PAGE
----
Your feet are one of the most important parts of your body. They accept and disperse tremendous forces during standing, walking, and running (e.g., walking 1 mile places 60 tons of stress on each foot), and they possess extraordinary strength, integrity, and endurance. Although your feet are resilient and capable of bearing considerable forces, too much stress can cause pain or discomfort—especially if your foot is held in a deformed or compromised position within your shoe. Foot pain may be located in one or more of three distinct places:
1. Forefoot2. Midfoot3. Rearfoot
1. Forefoot Pain
Your forefoot is approximately the anterior third of your foot and is composed of your metatarsal bones and phalanges and their respective joints. Forefoot pain or discomfort is usually felt toward the end of the foot, either in the ball of the foot or in the toes. The rate of forefoot pain and deformity increases with age, especially in individuals who have worn conventional footwear for many decades. The following conditions are all possible causes of forefoot pain: arthritis, athlete's foot, blisters, broken toes, bunionettes, bunions, capsulitis, corns and calluses, gout, hallux rigidus, hammertoes, ingrown toenails, metatarsal fractures, neuromas, plantar warts, Raynaud's, and sesamoiditis. When a definitive cause of ball of foot pain cannot be determined, the pain is usually referred to as “metatarsalgia.” Forefoot pain can be caused by traumatic injury or from wearing shoes that are too narrow. Shoes that possess wide toe boxes allow your toes and forefoot sufficient room to spread and help reduce your likelihood of experiencing forefoot pain.
2. Midfoot Pain
Your midfoot is approximately the middle third of your foot and is composed of your tarsal bones and their joints. Your midfoot also contains a significant portion of your medial longitudinal arch, your foot's primary arch. The causes of midfoot pain are numerous. A non-exhaustive list of problems associated with the midfoot include: blisters, extensor tendinitis, flat feet, lateral plantar nerve entrapment, peroneal tendinopathy or tendinitis, pes caves, sinus tarsi syndrome, stress fractures, tarsal coalition, tibialis posterior syndrome, tibialis posterior tendinopathy, and various ligament sprains. Because midfoot pain can be severely debilitating and significantly affect your activities of daily living, treatment is often necessary. The type or underlying cause of midfoot pain dictates the kind of treatment you will receive. Most types of midfoot pain can be treated using conservative therapies.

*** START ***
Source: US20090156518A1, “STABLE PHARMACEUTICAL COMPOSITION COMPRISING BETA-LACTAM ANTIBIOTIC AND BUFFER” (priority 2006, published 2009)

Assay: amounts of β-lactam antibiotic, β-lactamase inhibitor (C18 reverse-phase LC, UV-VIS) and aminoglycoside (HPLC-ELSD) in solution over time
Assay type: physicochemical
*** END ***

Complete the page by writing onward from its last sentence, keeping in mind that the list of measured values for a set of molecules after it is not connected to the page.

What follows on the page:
3. Rearfoot Pain
Your rearfoot is approximately the posterior third of your foot and is composed of your calcaneus and talus bones and their associated joints. In shoe-wearing populations, the heel is usually the first part of the foot to strike the ground during gait, which places a significant amount of force on the heel and its associated structures and tissues. Heel pain is one of the most common types of foot pain in adults, and it may occur from the use of inappropriate footwear or as a result of traumatic injury. Rearfoot or heel pain may be caused by the following health problems: Achilles tendinosis, arthritis, blisters, bruised heels, bursitis, calcaneal stress fractures, medial calcaneal nerve entrapment, plantar fasciosis, Sever's disease, and tarsal tunnel syndrome. Heel pain occurs in both heels in less than 30 percent of heel pain cases—an important fact that can help physicians diagnose rearfoot conditions.
The specific location of foot pain is usually where the problem lies, though in some cases, foot pain or other symptoms may be caused by problems in a different part of the foot, lower leg, or even the lower back. It's important to seek the help of a trusted foot care professional to have your problem assessed and treated properly. Because some underlying causes of foot pain may be serious, it's best to seek help in a timely manner to prevent additional problems or complications down the line.